Author(s): Slavoj Zizek
In this bravura analysis of the current global crisis - following on from his bestselling "Welcome to the Desert of the Real" - Slavoj Zizek argues that the liberal idea of the end of history, declared by Francis Fukuyama during the 1990s, has had to die twice. After the collapse of the liberal-democratic political utopia, on the morning of 9/11, came the collapse of the economic utopia of global market capitalism at the end of 2008. Marx argued that history repeats itself-occurring first as tragedy, the second time as farce - and Zizek, following Herbert Marcuse, notes here that the repetition as farce can be even more terrifying than the original tragedy. The financial meltdown signals that the fantasy of globalization is over and as millions are put out of work it has become impossible to ignore the irrationality of global capitalism. Just a few months before the crash, the world's priorities seemed to be global warming, AIDS, and access to medicine, food and water- tasks labelled as urgent, but with any real action repeatedly postponed.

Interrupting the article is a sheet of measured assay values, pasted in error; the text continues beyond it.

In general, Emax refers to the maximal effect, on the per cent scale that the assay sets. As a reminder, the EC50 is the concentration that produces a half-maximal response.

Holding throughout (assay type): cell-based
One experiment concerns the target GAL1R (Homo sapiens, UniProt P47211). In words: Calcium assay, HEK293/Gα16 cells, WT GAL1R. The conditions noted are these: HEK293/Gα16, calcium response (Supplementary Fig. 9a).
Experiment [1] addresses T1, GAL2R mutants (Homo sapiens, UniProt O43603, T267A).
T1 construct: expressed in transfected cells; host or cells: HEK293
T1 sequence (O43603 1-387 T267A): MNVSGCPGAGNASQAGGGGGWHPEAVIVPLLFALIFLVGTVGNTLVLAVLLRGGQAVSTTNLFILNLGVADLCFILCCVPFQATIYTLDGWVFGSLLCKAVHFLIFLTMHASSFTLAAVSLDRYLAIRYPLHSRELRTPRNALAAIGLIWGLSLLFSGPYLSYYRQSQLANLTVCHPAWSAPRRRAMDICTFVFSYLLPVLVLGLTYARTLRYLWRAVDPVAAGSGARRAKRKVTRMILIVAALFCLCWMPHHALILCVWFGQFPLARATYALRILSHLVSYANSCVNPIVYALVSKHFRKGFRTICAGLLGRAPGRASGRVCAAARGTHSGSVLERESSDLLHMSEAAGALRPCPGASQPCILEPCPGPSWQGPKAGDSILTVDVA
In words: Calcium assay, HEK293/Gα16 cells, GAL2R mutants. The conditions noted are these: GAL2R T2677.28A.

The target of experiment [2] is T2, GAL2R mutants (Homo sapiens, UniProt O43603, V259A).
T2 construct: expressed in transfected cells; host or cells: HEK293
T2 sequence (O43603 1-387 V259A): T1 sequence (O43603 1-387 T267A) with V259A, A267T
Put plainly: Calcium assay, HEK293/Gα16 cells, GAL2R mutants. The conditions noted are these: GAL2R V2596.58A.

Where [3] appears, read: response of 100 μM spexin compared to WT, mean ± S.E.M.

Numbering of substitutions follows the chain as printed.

Now, after the financial implosion, the urgent need to act seems to have become unconditional - with the result that undreamt of quantities of cash were immediately found and then poured into the financial sector without any regard for the old priorities. Do we need further proof, Zizek asks, that Capital is the Real of our lives: the Real whose demands are more absolute than even the most pressing problems of our natural and social world?
"A characteristically enjoyable development of his recent journalistic commentary (Berlusconi as Kung Fu Panda), which digs joyfully into the ideological cracks of the financial crisis so as to enlarge them, and declares confidently that 'The future will thus be communist ... or socialist'." Steven Poole, Guardian "Electrifying - Revel in the way he can zero in on the absurdities and contradictions of the modern world." - Nick Lezard, Guardian, "A typically trenchant account of the farce of capitalism and future of communism, which in Zizek's hands is a flaming red banner confronting and affronting the deadly grey of capitalist conformity, confirming him as one of our most daring and unsparing contemporary thinkers." Times Higher Education Supplement "Zizek, a Marxist, writes with passion and an aphoristic energy that is spellbinding - a great provocateur and an immensely suggestive and even dashing writer." LA Times
SLAVOJ A IA EK is a Slovenian philosopher and cultural critic. He is a professor at the European Graduate School, International Director of the Birkbeck Institute for the Humanities, Birkbeck College, University of London, and a senior researcher at the Institute of Sociology, University of Ljubljana, Slovenia.